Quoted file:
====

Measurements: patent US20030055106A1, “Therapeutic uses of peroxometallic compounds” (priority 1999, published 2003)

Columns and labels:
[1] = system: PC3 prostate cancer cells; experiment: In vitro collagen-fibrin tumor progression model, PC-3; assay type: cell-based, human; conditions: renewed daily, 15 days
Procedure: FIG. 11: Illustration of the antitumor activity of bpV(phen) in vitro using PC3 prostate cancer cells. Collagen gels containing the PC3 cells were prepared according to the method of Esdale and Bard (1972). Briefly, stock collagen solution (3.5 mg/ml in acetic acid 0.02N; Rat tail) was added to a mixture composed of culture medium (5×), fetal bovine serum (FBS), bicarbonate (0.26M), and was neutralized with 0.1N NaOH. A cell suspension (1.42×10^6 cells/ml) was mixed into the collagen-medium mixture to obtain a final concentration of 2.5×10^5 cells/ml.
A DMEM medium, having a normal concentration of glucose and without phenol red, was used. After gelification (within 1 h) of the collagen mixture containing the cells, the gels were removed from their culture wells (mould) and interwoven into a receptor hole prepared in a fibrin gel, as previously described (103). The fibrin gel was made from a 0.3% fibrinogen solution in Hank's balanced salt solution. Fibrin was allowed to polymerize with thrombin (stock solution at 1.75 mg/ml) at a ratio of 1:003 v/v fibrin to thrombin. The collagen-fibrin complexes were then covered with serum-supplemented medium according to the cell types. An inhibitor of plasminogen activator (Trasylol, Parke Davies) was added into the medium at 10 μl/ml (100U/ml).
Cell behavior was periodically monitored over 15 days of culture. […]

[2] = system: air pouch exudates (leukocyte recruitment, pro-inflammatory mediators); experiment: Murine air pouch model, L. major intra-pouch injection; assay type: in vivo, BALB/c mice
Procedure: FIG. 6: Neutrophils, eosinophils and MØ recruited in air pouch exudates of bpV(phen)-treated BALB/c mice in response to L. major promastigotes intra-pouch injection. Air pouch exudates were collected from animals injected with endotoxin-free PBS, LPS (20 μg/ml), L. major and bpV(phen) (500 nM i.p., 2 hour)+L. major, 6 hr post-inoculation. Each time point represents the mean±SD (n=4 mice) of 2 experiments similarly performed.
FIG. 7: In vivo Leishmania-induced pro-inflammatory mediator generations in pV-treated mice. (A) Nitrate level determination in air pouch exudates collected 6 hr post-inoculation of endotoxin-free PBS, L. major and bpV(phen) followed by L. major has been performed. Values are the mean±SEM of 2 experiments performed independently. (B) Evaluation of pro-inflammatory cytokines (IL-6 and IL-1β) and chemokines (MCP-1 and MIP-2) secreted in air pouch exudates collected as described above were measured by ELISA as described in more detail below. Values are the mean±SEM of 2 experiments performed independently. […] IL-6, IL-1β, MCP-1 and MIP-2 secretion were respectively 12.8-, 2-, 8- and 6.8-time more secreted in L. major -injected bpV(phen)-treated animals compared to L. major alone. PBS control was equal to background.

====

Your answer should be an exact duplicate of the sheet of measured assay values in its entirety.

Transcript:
Measurements: patent US20030055106A1, “Therapeutic uses of peroxometallic compounds” (priority 1999, published 2003)

Columns and labels:
[1] = system: PC3 prostate cancer cells; experiment: In vitro collagen-fibrin tumor progression model, PC-3; assay type: cell-based, human; conditions: renewed daily, 15 days
Procedure: FIG. 11: Illustration of the antitumor activity of bpV(phen) in vitro using PC3 prostate cancer cells. Collagen gels containing the PC3 cells were prepared according to the method of Esdale and Bard (1972). Briefly, stock collagen solution (3.5 mg/ml in acetic acid 0.02N; Rat tail) was added to a mixture composed of culture medium (5×), fetal bovine serum (FBS), bicarbonate (0.26M), and was neutralized with 0.1N NaOH. A cell suspension (1.42×10^6 cells/ml) was mixed into the collagen-medium mixture to obtain a final concentration of 2.5×10^5 cells/ml.
A DMEM medium, having a normal concentration of glucose and without phenol red, was used. After gelification (within 1 h) of the collagen mixture containing the cells, the gels were removed from their culture wells (mould) and interwoven into a receptor hole prepared in a fibrin gel, as previously described (103). The fibrin gel was made from a 0.3% fibrinogen solution in Hank's balanced salt solution. Fibrin was allowed to polymerize with thrombin (stock solution at 1.75 mg/ml) at a ratio of 1:003 v/v fibrin to thrombin. The collagen-fibrin complexes were then covered with serum-supplemented medium according to the cell types. An inhibitor of plasminogen activator (Trasylol, Parke Davies) was added into the medium at 10 μl/ml (100U/ml).
Cell behavior was periodically monitored over 15 days of culture. […]

[2] = system: air pouch exudates (leukocyte recruitment, pro-inflammatory mediators); experiment: Murine air pouch model, L. major intra-pouch injection; assay type: in vivo, BALB/c mice
Procedure: FIG. 6: Neutrophils, eosinophils and MØ recruited in air pouch exudates of bpV(phen)-treated BALB/c mice in response to L. major promastigotes intra-pouch injection. Air pouch exudates were collected from animals injected with endotoxin-free PBS, LPS (20 μg/ml), L. major and bpV(phen) (500 nM i.p., 2 hour)+L. major, 6 hr post-inoculation. Each time point represents the mean±SD (n=4 mice) of 2 experiments similarly performed.
FIG. 7: In vivo Leishmania-induced pro-inflammatory mediator generations in pV-treated mice. (A) Nitrate level determination in air pouch exudates collected 6 hr post-inoculation of endotoxin-free PBS, L. major and bpV(phen) followed by L. major has been performed. Values are the mean±SEM of 2 experiments performed independently. (B) Evaluation of pro-inflammatory cytokines (IL-6 and IL-1β) and chemokines (MCP-1 and MIP-2) secreted in air pouch exudates collected as described above were measured by ELISA as described in more detail below. Values are the mean±SEM of 2 experiments performed independently. […] IL-6, IL-1β, MCP-1 and MIP-2 secretion were respectively 12.8-, 2-, 8- and 6.8-time more secreted in L. major -injected bpV(phen)-treated animals compared to L. major alone. PBS control was equal to background.